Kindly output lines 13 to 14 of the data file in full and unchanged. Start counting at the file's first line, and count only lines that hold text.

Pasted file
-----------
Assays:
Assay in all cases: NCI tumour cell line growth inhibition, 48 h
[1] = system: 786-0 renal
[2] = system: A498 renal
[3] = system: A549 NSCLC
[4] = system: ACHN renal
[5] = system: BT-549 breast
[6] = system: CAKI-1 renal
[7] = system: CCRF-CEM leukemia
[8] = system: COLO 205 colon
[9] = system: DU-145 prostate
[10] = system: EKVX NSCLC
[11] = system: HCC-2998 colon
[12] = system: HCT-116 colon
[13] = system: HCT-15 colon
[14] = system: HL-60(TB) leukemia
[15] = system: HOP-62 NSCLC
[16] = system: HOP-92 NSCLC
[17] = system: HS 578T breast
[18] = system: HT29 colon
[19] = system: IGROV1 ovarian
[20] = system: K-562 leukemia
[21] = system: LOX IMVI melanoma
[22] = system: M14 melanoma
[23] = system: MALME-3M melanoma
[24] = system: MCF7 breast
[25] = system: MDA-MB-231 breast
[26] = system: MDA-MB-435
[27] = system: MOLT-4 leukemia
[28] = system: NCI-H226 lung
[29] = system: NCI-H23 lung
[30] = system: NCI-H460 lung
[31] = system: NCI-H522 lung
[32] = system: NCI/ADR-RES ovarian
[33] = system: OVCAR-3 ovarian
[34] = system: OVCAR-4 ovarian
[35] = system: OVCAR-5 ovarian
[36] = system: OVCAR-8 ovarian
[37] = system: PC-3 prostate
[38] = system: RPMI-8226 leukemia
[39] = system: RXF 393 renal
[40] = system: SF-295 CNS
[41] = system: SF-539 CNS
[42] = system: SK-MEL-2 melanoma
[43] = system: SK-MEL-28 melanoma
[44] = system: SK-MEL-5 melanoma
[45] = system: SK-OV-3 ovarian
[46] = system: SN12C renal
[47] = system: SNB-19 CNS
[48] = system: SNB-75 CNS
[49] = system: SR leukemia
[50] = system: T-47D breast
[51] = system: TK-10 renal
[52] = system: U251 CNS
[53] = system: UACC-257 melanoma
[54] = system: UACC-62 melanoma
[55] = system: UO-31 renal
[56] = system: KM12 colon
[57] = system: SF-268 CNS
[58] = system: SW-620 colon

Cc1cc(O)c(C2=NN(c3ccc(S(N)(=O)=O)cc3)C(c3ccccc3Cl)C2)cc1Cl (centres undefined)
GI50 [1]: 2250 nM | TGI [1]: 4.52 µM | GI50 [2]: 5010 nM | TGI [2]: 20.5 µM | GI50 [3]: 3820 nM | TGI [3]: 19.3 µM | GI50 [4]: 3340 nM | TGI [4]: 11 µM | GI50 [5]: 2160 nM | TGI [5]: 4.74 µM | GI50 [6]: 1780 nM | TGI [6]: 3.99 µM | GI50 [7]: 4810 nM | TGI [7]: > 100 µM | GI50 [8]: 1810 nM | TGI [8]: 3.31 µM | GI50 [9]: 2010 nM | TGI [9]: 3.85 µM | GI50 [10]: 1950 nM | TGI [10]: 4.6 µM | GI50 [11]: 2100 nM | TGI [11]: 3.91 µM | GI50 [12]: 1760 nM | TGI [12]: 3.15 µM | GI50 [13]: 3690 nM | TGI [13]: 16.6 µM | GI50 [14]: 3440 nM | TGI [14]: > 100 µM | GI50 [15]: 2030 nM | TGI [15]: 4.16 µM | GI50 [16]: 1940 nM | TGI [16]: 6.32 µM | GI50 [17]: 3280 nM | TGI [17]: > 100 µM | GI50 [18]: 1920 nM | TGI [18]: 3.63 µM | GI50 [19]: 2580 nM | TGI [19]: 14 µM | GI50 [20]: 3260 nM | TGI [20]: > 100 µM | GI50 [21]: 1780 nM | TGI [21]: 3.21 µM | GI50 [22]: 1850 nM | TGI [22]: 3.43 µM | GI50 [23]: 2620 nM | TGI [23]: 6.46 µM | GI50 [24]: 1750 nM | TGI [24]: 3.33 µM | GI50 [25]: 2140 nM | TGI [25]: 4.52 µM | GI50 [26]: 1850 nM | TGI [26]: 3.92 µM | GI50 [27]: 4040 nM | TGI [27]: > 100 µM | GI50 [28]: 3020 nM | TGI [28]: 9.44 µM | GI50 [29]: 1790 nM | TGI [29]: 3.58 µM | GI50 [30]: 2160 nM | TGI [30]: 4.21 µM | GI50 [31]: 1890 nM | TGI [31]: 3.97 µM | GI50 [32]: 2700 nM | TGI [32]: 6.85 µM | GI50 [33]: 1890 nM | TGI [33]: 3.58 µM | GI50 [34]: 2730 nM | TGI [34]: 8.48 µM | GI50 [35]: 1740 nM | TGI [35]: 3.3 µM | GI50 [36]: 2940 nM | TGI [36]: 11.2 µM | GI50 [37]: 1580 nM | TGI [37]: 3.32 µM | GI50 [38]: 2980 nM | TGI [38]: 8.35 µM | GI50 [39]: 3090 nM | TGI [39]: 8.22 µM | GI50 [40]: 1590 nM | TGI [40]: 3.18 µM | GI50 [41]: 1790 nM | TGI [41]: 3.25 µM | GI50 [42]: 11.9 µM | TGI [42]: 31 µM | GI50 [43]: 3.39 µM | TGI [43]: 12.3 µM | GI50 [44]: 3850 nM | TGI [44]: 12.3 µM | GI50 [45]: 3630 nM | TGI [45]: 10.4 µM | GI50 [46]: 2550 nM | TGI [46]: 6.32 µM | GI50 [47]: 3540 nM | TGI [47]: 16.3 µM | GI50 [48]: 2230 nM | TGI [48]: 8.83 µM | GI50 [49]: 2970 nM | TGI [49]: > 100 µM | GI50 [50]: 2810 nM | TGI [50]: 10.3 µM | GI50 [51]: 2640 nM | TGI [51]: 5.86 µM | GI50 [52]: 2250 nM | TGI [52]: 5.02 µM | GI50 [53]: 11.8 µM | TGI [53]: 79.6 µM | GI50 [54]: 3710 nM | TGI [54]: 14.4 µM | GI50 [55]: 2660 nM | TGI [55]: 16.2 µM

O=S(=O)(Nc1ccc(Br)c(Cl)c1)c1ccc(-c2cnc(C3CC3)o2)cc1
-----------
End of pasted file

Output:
[11] = system: HCC-2998 colon
[12] = system: HCT-116 colon